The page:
Writing for The Motley Fool, Sam Mattera is here to tell us about ... THE BIGGEST THREAT TO APPLE.
Is it killer bees? It must be killer bees, right? It's always killer bees.
"The Biggest Threat to Apple Inc.'s Dominance Is This $80 Smartphone" (tip o' the antlers to Jim Miles).
Actually, "killer bees" is much more likely. I mean, come on. They kill by stinging.
So, what dominance are we talking about here? Apple's never been dominant in smartphone market share; it's hovered between 15 and 25 percent for about five years. And an $80 smartphone certainly isn't going to affect the company's utterly dominant profit share position.
So, what in the wide, wide world of crappy Apple coverage are you talking about?
The steady market-share erosion of iOS has been met largely with indifference because most of Android's massive market share comes from cheap, low-end devices like the Optik 2 that aren't even in the same league as Apple's products.
And the profit! Don't forget the profit!
(He forgot the profit.)
The stark difference in quality shows up in usage statistics--despite having a minority of the market, Apple dominates when it comes to things like Web traffic, online shopping, and app revenue.
But not all cheap Android devices are garbage.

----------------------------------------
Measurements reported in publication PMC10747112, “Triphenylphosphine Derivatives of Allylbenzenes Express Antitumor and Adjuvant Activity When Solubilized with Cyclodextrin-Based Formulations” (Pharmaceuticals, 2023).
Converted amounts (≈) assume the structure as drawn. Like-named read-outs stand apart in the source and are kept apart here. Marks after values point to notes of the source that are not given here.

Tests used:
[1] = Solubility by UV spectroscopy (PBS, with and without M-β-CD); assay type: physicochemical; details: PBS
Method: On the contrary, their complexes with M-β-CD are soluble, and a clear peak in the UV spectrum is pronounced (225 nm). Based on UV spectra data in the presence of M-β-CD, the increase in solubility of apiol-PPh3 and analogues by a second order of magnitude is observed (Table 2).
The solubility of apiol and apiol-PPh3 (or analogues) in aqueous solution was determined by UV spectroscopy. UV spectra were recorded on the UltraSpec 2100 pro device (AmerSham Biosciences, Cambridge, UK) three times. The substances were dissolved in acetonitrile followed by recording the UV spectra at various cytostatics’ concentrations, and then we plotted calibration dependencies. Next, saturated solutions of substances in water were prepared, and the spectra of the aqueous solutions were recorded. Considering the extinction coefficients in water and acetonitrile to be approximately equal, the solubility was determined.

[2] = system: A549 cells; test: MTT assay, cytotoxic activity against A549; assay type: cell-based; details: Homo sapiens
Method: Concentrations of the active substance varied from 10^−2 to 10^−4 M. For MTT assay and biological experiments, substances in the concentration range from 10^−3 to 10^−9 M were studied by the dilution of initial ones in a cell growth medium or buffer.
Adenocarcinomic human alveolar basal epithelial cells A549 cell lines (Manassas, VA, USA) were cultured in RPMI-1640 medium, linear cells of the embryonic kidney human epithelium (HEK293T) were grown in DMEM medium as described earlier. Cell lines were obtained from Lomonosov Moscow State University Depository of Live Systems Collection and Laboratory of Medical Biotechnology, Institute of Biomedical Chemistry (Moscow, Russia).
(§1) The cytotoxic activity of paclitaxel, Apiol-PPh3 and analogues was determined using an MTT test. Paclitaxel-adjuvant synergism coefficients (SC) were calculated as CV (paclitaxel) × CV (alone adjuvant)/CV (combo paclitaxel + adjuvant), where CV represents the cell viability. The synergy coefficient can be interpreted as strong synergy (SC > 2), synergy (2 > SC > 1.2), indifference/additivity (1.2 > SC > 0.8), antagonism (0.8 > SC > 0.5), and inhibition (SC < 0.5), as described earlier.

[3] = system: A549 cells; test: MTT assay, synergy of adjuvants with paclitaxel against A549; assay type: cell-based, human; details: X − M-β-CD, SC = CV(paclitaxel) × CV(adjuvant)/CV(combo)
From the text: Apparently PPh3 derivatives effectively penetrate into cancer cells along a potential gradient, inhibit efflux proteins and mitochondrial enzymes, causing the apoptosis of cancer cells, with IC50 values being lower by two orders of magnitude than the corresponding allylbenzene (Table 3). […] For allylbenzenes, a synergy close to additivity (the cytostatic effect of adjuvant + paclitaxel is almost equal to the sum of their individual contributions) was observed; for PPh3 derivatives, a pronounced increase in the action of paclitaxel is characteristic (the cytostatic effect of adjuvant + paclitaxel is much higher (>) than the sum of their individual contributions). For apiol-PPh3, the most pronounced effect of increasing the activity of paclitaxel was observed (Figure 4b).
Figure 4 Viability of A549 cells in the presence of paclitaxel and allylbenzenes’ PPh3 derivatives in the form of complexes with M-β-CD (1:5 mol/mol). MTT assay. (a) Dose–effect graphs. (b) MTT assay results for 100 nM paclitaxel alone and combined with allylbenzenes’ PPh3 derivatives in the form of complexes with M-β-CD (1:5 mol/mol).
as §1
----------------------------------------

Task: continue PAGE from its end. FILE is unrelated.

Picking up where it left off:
Less than $100 now buys you a quality phone
Case-in-point: the Moto G. [Emphasis Mattera's.]
Indeed! And how much profit did Motorola make last quarter? Oh, right, it's part of the reason that Apple and Samsung's profit share adds up to more than 100 percent, because everyone else is losing money selling smartphones.
It might not be as good as Apple's iPhone 5s, but the Moto G is arguably better than Apple's iPhone 4s, a two-year-old phone Apple still sells for $450. With its faster processor, larger screen, and expanded memory, the $180 Moto G is an easy winner over the iPhone 4s.
No one cares about processor speed or memory. Well, except pundits. They love that stuff because it makes their job easier. "Phone Y has more memory than phone Z. Therefore phone Y is better!" No. What matters is the user experience. In that regard, the iPhone 4 really isn't a good phone anymore, but the 4s still is.
Larger screens matter to some users, but they're still a minority. What does matter to the people who actually use their smartphones as smartphones instead of paperweights are the user experience and the ecosystem, and Apple's are still the best.
Apple has threats, to be sure. But a cheap phone from a company that's being sold off because it can't make a profit isn't really at the top of that list.